The new food strategy for England, commissioned by the Government, spells out in detail the damage that the current food and livestock system causes to the environment, as well as to our health. It is the greatest destroyer of nature and one of the main sources of global warming, the document maintains.
The report points to the excessive consumption of meat. “Our current appetite for meat is unsustainable,” he says. “85% of farmland is used to feed livestock and we need to reclaim some of that land.”
That 85% of the land provides only 32% of the calories we eat, he says: “By contrast, 15% of the farmland that is used to grow plants for human consumption provides 68% of our calories.” . The report also addresses the myth that grass-fed cattle are greener. “The more intensive the farming of some animals, the more carbon efficient it tends to be.”
The strategy recommends reducing meat consumption by 30% in a decade. If accepted by the government, it would be a world leading target. However, while consistent with the advice of official government advisers, the so-called Committee on Climate Change, many scientific studies have concluded that much larger cuts are needed in wealthy and western nations if the climate crisis is to be curbed.
An important analysis concludes that Europeans and North Americans must reduce meat consumption by 80% so that your diet is climate-friendly and healthy. Another said that it was necessary to reduce 90% beef consumption to beat global warming. According to some researchers, avoiding meat and dairy products is the best way to reduce environmental impact in the planet.
The report proposes that the 30% target be achieved through “incentives” to behavior and the substitution of meat for vegetable alternatives, ruling out a tax on meat. Food is deeply ingrained in culture, and Environment Secretary George Eustice said in June that lecturing people about their diets is the wrong approach. The false claims in the United States that Joe Biden wanted to ban beef burgers show the dangers.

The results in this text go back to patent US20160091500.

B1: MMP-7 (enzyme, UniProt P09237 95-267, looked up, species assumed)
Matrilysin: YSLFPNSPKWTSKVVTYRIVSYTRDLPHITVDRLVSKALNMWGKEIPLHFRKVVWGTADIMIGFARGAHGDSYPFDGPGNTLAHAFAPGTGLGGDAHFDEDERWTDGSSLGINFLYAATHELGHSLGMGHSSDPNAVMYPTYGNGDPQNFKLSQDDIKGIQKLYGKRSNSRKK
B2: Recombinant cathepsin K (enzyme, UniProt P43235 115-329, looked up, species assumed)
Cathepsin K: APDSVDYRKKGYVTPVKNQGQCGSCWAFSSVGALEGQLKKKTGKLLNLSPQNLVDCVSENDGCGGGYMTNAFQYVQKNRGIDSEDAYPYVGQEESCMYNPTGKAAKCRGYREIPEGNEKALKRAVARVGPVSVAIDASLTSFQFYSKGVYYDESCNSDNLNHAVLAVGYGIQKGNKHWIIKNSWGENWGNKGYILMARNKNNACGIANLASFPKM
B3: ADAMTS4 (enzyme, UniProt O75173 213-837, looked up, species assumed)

“The report avoids recommending decisive policies that help citizens reduce their meat consumption, highlighting public opposition to meat taxes. However, its own poll indicates that 75% of respondents support or do not oppose it. taxes on some meats, “says Marco Springmann of the University of Oxford.
“Behavioral science suggests that specific dietary changes are unlikely to be achieved without comprehensive measures, including tax incentives and mandates,” he says, along with clear recognition by policy makers of the harm that meat causes.
In November, UK health professionals called for a meat tax. A WWF-UK survey released on Thursday also shows that nearly 80% of people believe that the government is responsible for ensuring that healthy and environmentally friendly food is cheap and readily available.
The change is happening anyway, as most people accept that they should eat less meat, be it for environmental, health or animal welfare reasons. Public sector providers that serve billions of meals a year in schools, universities, hospitals and residences pledged in April 2020 to reduce the amount of meat they serve by 20%.
Younger consumers and farmers are leading the way from feasting on meat to producing greener food and reclaiming the land. The government is also offering incentives for older farmers to retire.
The question is whether this generational handover will be fast enough to slow the acceleration of the climate crisis. The increasing effects of global warming observed around the world suggest that it is not, which means that political action will be necessary.
Leaders have had to win battles over unpopular wind farms, expensive electric cars, and other things. But the beef burger battle may be the toughest of all.